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Neurosurgery. 2005 Mar;56(3):E628; discussion E628.

Three-dimensional fast imaging employing steady-state acquisition magnetic resonance imaging for stereotactic radiosurgery of trigeminal neuralgia.

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1
Division of Neurosurgery, University of California at Los Angeles, Los Angeles, California, USA.

Abstract

OBJECTIVE:

The aim of this study was to demonstrate the use and applications of the three-dimensional fast imaging employing steady-state acquisition (3-D-FIESTA) magnetic resonance imaging sequence in targeting and planning for stereotactic radiosurgery of trigeminal neuralgia.

METHODS:

A 3-D-FIESTA sequence for visualization of cranial nerves in the cranial base was added to the routine magnetic resonance imaging scan to enhance the treatment planning for trigeminal neuralgia. T1-weighted images, 1 mm thick, were directly compared with the FIESTA sequence for the exact visualization of the trigeminal entry zone and surrounding vasculature. The target accuracy was evaluated by image fusion of computed tomographic and magnetic resonance imaging scans. The anatomy visualized with the FIESTA sequence was validated by direct inspection of the gross anatomic specimens of the trigeminal complex.

RESULTS:

A total of 15 consecutive patients, 10 women and 5 men, underwent radiosurgery for essential trigeminal neuralgia between April and July, 2003. The mean age of the patients was 65.2 years (range, 24-83 yr). Nine patients had right-sided symptoms. Four patients had had previous surgery (two microvascular decompression, one percutaneous rhizotomy, and one radiofrequency thermocoagulation). The 3-D-FIESTA sequence successfully demonstrated the trigeminal complex (root entry zone, trigeminal ganglion, rootlets, and vasculature) in 14 patients (93.33%). The 3-D-FIESTA sequence also allowed visualization of the branches of the trigeminal nerve inside Meckel's cavity. This exact visualization correlated precisely with the anatomic specimens. In one patient (6.66%), it was not possible to demonstrate the related vasculature. However, the other structures were clearly visualized.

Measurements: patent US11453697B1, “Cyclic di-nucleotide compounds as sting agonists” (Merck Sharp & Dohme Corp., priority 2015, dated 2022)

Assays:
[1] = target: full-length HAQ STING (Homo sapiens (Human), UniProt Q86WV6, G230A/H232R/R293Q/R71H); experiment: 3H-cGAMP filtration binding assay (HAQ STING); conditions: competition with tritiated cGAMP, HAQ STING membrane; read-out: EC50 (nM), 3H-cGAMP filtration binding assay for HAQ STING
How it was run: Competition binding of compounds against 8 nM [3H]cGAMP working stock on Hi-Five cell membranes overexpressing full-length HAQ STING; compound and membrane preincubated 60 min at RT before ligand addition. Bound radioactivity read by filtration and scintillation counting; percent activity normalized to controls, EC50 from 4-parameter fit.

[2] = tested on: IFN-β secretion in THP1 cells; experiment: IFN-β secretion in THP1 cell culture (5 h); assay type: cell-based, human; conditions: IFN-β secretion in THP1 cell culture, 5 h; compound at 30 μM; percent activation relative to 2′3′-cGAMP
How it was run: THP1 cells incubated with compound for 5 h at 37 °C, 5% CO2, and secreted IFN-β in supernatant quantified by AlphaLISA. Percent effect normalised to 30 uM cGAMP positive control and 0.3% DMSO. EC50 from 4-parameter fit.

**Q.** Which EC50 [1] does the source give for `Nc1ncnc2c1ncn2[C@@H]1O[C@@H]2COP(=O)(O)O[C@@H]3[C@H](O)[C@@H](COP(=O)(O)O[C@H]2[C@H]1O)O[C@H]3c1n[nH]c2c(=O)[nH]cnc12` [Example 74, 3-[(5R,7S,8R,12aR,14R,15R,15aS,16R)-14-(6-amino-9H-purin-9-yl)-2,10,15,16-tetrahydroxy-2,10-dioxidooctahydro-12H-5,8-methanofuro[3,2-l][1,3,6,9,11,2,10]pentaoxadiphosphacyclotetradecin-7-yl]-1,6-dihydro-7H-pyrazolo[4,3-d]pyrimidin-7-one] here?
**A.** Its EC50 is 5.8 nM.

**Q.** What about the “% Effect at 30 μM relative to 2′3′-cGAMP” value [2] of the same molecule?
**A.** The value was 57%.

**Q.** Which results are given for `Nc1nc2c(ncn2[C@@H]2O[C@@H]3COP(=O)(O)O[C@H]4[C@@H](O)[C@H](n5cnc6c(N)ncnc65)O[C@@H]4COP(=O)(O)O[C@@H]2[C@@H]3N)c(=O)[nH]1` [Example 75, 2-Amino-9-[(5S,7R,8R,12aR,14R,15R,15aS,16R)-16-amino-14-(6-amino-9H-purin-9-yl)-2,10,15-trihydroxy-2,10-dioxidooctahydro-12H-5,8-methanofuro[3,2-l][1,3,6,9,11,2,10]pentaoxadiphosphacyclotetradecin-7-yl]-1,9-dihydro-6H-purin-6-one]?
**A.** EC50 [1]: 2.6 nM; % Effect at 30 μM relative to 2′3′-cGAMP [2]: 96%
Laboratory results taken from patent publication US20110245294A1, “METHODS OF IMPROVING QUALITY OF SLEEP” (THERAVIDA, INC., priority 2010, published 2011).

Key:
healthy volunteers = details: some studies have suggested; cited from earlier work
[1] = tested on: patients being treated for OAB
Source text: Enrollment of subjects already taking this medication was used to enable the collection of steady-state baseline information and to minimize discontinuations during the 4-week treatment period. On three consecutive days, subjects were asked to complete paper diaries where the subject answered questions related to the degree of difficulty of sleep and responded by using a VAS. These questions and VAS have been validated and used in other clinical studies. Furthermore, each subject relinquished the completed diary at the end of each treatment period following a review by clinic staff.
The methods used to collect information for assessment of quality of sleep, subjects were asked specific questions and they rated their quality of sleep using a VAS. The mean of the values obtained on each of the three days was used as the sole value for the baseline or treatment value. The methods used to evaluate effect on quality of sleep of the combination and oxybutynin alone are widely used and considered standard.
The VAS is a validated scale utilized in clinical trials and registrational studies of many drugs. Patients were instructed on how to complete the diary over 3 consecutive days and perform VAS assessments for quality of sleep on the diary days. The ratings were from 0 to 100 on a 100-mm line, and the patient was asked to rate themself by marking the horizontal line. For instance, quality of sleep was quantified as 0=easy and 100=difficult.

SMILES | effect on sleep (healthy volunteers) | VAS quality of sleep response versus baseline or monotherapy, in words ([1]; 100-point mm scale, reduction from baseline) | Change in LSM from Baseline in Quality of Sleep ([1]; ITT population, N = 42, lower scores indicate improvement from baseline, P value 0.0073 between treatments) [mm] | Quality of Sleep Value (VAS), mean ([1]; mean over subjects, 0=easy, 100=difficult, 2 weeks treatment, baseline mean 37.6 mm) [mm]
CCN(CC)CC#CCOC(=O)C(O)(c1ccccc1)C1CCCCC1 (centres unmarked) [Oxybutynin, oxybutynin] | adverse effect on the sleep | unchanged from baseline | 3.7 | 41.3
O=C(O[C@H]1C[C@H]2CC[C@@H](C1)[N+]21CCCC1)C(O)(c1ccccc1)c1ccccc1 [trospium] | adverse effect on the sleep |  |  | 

CONCLUSION:

The 3-D-FIESTA sequence is used in this study for demonstration of the exact anatomy of the trigeminal complex for the purpose of radiosurgical planning and treatment of trigeminal neuralgia. With such imaging techniques, radiosurgical targeting of specific trigeminal nerve branches may be feasible. It has not been possible previously to target individual branches of the trigeminal nerve.

[Indexed for MEDLINE]

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